DraftKings CEO Leaves the Door Open for a Possible FanDuel Merger

The two daily fantasy sports companies have been in talks over the last year and a half, but no deal is imminent, said Jason Robins.

DraftKings CEO on Possible FanDuel Deal: Never Say Never

Jason Robins, the chief executive officer of DraftKings Inc., said his company has held merger talks periodically over the last 18 months with FanDuel Inc., its biggest competitor in daily fantasy sports.

While he said no deal is imminent, Robins laid out the benefits of a potential merger during an onstage interview at a technology conference in San Francisco. He said having a bigger pool of players, who assemble fantasy sports teams each week to compete for prizes, would be helpful. “Where that actually leads—and when—we’ll see,” Robins said at TechCrunch Disrupt. “When the time is right, there’s potential.”

Robins said combining the two private companies could also reduce legal and lobbying costs. DraftKings and FanDuel are pushing for laws that clearly define fantasy sports as legal after questions about whether they should be classified as gambling.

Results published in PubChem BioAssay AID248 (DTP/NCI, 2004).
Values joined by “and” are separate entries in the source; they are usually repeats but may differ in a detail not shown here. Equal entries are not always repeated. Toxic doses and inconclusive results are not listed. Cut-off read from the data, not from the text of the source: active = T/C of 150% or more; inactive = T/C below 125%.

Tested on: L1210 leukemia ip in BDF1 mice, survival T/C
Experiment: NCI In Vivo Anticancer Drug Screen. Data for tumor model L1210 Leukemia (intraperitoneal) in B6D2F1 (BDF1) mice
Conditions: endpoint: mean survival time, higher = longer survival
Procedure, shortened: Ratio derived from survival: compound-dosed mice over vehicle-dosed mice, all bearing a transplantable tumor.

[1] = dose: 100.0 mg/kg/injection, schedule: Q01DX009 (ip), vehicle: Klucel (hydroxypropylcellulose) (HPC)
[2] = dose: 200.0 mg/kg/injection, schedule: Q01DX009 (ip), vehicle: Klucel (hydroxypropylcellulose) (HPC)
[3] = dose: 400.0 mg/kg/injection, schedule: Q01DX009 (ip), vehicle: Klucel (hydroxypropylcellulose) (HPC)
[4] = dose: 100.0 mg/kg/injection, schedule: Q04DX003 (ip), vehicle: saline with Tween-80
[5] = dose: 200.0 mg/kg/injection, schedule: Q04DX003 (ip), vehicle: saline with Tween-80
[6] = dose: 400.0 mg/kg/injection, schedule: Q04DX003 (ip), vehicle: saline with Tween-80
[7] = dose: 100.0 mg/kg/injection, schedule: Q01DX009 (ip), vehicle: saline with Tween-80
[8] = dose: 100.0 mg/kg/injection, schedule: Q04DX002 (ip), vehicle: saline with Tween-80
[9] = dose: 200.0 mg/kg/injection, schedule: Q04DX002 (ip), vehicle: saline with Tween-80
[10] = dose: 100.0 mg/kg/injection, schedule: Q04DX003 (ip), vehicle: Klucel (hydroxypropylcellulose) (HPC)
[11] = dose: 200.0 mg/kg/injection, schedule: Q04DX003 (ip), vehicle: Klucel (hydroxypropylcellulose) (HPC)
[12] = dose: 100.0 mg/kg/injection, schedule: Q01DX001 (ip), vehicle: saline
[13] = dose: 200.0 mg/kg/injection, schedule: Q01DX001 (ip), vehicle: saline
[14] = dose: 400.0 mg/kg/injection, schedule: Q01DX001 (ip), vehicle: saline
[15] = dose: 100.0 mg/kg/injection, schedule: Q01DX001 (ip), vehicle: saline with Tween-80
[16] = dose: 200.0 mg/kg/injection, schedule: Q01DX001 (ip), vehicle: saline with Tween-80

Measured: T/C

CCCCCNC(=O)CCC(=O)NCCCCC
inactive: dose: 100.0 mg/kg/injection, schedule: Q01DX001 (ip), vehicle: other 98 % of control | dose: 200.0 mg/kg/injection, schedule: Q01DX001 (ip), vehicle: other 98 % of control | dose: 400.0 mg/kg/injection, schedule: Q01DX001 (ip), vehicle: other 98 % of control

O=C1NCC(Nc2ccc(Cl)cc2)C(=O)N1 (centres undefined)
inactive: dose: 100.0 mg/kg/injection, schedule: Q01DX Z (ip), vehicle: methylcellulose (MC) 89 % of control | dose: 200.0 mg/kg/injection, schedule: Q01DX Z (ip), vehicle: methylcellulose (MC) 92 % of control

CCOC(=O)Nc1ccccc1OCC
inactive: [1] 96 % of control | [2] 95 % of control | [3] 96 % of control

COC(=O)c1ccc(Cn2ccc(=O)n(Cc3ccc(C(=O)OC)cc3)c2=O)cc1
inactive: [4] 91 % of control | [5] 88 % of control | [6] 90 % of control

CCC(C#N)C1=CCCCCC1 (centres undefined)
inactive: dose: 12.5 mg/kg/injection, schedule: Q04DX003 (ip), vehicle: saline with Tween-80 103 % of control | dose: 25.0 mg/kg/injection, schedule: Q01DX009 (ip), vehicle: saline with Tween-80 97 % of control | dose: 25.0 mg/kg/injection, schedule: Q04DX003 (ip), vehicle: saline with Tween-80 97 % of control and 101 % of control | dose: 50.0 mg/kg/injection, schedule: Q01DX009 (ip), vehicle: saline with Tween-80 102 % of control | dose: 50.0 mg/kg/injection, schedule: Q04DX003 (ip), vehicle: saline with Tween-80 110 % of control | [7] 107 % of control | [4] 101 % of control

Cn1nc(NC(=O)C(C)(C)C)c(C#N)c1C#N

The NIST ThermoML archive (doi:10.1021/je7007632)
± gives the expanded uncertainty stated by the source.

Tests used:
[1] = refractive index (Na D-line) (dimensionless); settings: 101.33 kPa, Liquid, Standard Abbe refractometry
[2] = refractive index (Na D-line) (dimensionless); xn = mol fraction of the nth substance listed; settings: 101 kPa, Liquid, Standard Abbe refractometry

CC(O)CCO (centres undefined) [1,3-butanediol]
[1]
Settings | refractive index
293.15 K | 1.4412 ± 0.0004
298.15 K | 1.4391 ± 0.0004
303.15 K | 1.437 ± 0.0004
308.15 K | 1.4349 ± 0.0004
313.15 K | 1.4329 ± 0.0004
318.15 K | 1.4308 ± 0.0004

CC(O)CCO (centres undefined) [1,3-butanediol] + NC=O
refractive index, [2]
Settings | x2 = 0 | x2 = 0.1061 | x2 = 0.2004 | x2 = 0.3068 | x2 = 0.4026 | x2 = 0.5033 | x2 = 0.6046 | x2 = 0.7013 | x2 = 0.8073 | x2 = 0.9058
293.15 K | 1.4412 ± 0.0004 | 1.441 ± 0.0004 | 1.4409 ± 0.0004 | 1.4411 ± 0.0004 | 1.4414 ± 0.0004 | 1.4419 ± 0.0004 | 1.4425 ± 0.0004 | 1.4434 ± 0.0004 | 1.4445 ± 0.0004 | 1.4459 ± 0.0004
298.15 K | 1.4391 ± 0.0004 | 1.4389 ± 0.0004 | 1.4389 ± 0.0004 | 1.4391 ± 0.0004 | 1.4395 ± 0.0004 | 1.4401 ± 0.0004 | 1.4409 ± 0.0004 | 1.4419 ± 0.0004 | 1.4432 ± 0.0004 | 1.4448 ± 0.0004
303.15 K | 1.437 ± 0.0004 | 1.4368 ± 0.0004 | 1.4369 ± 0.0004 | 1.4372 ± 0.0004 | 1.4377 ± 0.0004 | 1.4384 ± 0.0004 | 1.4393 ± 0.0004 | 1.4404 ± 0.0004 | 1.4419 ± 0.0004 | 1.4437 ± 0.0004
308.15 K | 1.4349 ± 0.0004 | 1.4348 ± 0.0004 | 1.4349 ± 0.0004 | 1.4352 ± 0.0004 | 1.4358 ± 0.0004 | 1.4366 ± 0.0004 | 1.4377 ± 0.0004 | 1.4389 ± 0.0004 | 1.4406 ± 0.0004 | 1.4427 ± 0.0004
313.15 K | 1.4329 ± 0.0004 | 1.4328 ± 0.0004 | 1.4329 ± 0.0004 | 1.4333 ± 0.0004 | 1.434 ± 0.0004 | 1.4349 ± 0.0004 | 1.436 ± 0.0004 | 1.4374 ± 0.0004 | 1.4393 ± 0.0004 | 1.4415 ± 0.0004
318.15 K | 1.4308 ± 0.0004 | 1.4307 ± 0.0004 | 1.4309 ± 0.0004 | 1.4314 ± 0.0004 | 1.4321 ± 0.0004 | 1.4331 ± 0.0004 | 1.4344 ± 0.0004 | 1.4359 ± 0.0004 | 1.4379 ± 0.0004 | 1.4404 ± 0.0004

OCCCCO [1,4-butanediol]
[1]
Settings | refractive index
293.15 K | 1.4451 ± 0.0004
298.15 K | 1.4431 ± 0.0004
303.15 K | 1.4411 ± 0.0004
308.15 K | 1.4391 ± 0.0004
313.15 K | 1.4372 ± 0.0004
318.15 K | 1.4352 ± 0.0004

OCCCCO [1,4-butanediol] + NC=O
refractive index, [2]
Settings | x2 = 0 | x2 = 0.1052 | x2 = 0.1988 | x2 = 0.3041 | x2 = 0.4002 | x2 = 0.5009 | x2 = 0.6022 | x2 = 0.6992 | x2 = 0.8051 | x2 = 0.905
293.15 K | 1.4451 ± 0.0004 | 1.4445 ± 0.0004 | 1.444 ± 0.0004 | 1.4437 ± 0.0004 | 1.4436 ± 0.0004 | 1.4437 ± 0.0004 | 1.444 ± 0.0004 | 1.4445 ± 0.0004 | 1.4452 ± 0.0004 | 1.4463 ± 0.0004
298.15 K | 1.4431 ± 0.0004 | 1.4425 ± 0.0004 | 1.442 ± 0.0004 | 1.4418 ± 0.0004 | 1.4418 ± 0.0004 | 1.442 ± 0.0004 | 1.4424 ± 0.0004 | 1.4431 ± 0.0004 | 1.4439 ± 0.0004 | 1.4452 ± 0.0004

Bloomberg reported in June that DraftKings and FanDuel had been in discussions about a potential merger and that each company’s investors were pushing for a tie-up. People familiar with the matter have said that the question of who would lead a combined entity has been a consistent stumbling point.

But two unprofitable companies spending big on advertising may not be able to coexist. “I don’t know, frankly, whether this market can support two players,” said Adam Krejcik, a principal at Eilers & Krejcik Gaming, a research firm. Even if a merger is inevitable, Krejcik said it’ll have to wait. “They’re not going to merge this year. That’s pretty clear,” he said.

Robins has publicly flirted with the idea of combining the two companies in previous interviews, often seeming to welcome a merger. In a Bloomberg TV interview on Sept. 6, he was asked whether an announcement of a tie-up was coming soon. “Not next week,” Robins said. But his comments today were more explicit than in the past.

Executives for FanDuel, by contrast, have been much less willing to discuss a merger in public. A spokeswoman for FanDuel declined to comment.

Earlier this month, DraftKings said it raised $150 million in new capital. Fortune reported that the valuation in that funding round was “substantially lower” than one from last year. Robins declined to discuss the terms of the deal in an interview with Bloomberg this week.

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